Countryside Notes – November

Poppies and bluets
November is the time when we honour those who died in the First World War which came to an end at the eleventh hour of the eleventh day of the eleventh month in 1918.
Back at the beginning of July centenary commemoration services were held at Westminster Abbey and at Thiepval in France for those who lost their lives in the battle of the Somme. One of those was Lance Corporal Arthur Bernard English from Eastmoor, Barton Bendish who served in the 9th Battalion Norfolk Regiment, died on September 15th and is remembered with honour on Thiepval memorial. Horrifyingly his name is but one of 72,000 inscribed on the memorial; and Thiepval is just one of many. The televised coverage was very moving and also educational. I wasn’t previously aware that the French equivalent of our poppy is the Bleuet de France, the blue cornflower which appeared alongside red poppies in the fields devastated by the thousands of shells which fell along the Western Front. Both flowers were adopted as symbols of remembrance after WW1. Following the 1916 battles warm weather the following spring brought to life the seeds of many wildflowers scattered across the desolate landscape. In fact the seeds of both poppies and cornflowers will lay dormant in the ground for many years to resolutely reappear whenever the earth is freshly disturbed.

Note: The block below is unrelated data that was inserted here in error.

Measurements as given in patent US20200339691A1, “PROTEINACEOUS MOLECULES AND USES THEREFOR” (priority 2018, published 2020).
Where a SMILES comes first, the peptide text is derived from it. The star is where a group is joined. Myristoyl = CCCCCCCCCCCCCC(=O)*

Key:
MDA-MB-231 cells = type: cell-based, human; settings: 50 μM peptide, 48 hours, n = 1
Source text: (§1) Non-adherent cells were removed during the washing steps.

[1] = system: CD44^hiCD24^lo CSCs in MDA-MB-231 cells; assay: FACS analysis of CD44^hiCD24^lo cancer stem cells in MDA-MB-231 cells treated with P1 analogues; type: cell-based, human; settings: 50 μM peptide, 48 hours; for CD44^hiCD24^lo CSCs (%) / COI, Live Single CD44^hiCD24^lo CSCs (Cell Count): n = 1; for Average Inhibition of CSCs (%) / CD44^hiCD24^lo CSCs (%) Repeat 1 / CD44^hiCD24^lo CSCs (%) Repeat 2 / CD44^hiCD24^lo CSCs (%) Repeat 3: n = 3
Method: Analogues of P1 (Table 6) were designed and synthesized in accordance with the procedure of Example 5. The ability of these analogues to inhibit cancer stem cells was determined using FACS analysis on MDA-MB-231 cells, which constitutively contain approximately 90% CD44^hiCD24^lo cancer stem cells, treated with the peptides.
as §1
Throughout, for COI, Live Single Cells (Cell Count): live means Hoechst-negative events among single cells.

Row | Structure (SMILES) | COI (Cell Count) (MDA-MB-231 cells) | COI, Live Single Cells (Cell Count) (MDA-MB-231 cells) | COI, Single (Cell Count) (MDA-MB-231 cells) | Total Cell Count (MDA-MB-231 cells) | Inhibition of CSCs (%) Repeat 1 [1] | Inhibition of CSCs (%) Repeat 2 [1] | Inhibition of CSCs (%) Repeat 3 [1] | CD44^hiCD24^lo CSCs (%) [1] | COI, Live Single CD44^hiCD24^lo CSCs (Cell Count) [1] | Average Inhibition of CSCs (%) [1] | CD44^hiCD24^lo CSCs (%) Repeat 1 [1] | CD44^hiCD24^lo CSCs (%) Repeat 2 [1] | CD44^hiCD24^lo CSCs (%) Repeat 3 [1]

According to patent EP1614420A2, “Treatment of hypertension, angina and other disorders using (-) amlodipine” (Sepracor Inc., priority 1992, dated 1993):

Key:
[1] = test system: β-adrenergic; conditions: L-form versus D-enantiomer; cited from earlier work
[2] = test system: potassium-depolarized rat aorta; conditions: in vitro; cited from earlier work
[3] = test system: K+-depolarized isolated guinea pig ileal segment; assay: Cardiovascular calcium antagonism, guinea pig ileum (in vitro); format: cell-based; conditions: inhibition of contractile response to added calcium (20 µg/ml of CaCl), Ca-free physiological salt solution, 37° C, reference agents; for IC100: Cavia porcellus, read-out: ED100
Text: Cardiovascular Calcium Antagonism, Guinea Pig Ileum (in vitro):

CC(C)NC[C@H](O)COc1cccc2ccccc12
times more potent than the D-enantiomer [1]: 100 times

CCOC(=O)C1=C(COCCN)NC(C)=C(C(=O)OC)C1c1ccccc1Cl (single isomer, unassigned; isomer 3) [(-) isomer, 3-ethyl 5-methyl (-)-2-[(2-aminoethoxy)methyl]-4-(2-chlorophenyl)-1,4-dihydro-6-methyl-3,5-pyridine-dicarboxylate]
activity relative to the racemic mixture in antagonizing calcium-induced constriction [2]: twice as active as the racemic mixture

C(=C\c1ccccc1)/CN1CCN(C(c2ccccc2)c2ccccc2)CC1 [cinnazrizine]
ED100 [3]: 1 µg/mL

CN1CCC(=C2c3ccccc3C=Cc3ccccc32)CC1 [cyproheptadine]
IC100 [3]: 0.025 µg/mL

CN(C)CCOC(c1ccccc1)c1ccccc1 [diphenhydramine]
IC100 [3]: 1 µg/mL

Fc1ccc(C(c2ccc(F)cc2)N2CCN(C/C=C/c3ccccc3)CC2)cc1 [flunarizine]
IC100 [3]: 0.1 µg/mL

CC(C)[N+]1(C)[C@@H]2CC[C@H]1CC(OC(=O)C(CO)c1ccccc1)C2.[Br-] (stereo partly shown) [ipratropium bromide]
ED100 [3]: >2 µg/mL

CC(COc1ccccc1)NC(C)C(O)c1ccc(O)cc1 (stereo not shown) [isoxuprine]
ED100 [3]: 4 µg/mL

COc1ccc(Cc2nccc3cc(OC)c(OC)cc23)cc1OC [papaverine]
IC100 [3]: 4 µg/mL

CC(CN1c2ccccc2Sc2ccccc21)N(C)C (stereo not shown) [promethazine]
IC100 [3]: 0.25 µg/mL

Suzanne Lenhardt, a head nurse tending the wounded, lost her own husband, a serving officer, in 1915. She organized workshops making the bleuets from tissue paper as occupational therapy for the wounded soldiers in her care. These badges were sold to the public and the money raised provided the men with a small income. This continued for many years after the war ended although the sale of bleuets in France on Remembrance Day was only officially recognised in 1935. The idea of making poppies a symbol of remembrance was first adopted by American academic Moina Michael who introduced it to Britain in 1918. In 1921 the Royal British Legion ordered nine million poppies made by disabled ex-servicemen and sold them on November 11th. They sold out almost immediately and the tradition continues until this day. In 1922 the poppy factory was established in Richmond, London and a work force, most of whom are disabled, produce 36 million poppies, 5 million poppy petals, 900,000 crosses and 100,000 wreaths each year. When this tradition first began there weren’t enough left over for Scotland so Lady Haig’s Poppy Factory was established in Edinburgh and now produces 5 million poppies and 12,000 wreaths annually made by ex-servicemen, many of them registered disabled. Apparently Scottish poppies differ from ours as they do not include a leaf. Dr John Macrae’s famous poem ‘In Flander’s Field’s’ was the inspiration behind the choice of these flowers in remembrance.